✅ You should tailor the report to the target audience’s understanding and needs.

🧠 User feedback , visuals , and artifacts enhance the report’s credibility and impact.

💡Templates and tools can streamline the report creation process and generate professional-looking reports.

What is a UX research report? 

A UX research report is a document that communicates the findings, insights, background and proposed solutions of your UX research study. The primary goal of creating a UX research report is to present your findings in a clear and concise way, highlight critical problems that need to be solved and share your ideas on how to solve them. 

By creating a UX research report you’re ensuring that other teams and relevant stakeholders are informed about the current state of the research and the improvements that need to be done.

That’s why the quality of your report matters so much: it is often used as the main argument for convincing stakeholders to invest in UX .

UX report structure

ux research report structure

What’s the first thing that comes to your mind when you hear the word report ? A long complex, almost too-official document that is extremely boring to read? Yes, some reports really do look like that. But it’s not the case for user research reports . 

You want your report to clearly present the key findings and message you want to communicate to your colleagues. That’s why the catch here is to make it as s tructured and straight to the point as possible. 

Here are the main sections your UX research report should include:

In this section you set the context for the whole report. Here you need to introduce the reader to the main problem , explain why the research was conducted and what was the initial state of the product. It’s also the section where you can describe the goals and objectives you’ve set for the study.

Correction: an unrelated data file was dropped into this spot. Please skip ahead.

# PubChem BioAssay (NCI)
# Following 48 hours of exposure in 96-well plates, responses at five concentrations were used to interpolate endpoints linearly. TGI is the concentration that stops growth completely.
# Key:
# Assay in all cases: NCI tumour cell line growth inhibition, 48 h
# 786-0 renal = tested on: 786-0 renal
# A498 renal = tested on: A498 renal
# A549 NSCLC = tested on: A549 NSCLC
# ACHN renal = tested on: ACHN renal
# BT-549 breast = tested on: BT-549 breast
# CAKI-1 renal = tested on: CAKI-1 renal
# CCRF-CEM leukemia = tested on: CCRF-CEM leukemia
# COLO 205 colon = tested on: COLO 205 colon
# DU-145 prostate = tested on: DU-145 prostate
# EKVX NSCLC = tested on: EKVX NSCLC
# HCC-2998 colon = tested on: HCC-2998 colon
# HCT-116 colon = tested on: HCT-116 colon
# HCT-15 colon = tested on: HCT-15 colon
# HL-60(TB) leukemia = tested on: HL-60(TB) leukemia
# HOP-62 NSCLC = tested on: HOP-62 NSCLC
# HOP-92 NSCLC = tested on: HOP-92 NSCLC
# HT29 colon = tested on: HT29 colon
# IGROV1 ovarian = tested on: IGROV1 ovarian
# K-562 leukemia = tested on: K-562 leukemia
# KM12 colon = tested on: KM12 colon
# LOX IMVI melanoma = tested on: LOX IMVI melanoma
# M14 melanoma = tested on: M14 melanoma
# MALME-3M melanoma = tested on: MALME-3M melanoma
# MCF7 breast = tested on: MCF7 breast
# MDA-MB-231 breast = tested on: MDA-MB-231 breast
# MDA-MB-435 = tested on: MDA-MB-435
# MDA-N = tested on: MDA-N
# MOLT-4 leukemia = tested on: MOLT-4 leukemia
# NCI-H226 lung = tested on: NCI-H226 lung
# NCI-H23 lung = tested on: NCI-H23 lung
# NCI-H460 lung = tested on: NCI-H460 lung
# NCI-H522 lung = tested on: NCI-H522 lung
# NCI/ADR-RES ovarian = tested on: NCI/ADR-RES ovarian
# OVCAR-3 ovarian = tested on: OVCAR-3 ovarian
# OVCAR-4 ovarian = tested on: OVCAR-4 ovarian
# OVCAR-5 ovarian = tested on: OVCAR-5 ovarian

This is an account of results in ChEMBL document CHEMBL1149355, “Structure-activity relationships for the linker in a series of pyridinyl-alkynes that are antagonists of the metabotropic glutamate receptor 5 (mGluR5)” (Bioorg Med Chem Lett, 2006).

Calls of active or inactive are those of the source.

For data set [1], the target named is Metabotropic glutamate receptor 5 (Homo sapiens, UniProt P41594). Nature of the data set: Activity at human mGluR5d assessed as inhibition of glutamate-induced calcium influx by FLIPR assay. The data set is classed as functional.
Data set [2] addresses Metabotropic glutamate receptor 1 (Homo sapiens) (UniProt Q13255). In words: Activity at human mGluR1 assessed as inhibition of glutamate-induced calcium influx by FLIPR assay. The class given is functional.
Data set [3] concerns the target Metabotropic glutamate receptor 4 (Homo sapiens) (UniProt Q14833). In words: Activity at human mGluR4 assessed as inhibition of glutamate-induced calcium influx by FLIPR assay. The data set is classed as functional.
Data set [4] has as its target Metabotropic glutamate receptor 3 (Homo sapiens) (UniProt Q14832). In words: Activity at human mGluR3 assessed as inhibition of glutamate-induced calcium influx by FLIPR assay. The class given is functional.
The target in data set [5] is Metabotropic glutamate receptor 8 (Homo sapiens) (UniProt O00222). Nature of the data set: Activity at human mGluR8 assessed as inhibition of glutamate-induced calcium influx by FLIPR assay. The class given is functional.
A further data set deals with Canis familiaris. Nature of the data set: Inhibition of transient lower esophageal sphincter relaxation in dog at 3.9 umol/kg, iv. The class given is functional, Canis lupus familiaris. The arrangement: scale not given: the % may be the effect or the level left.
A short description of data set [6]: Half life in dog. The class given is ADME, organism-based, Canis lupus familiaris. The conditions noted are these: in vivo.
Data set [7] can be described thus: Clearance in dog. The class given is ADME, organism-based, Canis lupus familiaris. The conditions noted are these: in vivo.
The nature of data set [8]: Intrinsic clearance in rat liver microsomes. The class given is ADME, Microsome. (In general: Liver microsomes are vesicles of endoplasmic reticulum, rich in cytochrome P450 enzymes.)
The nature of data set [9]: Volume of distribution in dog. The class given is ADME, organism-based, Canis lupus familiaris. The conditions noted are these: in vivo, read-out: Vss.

Your job here is to give the reader all the background information about the research situation so that they have a clear idea of what you were trying to find out, how and why. 

Methodology

The next part of your UX research report is describing the research methodology that you chose for the study. Explain what research methods you used to gather information and why. Don’t forget to also briefly describe who were your study participants . 

Make sure to avoid professional jargon and using complex terminology in this section. You want everyone who reads the report to understand how the study was conducted. If any research terms need additional explanation, make sure to include it as well.   

Key Findings

This section should include the key takeaways of your research . What are the most important findings that you want to communicate to your team? Choose wisely and make sure to not clutter this section with unnecessary details and extra information. Make it short, sweet and straight to the point so that the readers remember it and understand the rest of your report.

To make the information in this section more valuable and easily-digestible, include user quotes from your testing, observations, or statistical data , depending on the research method. Supporting your key points with user feedback will help to grab readers attention and generate empathy .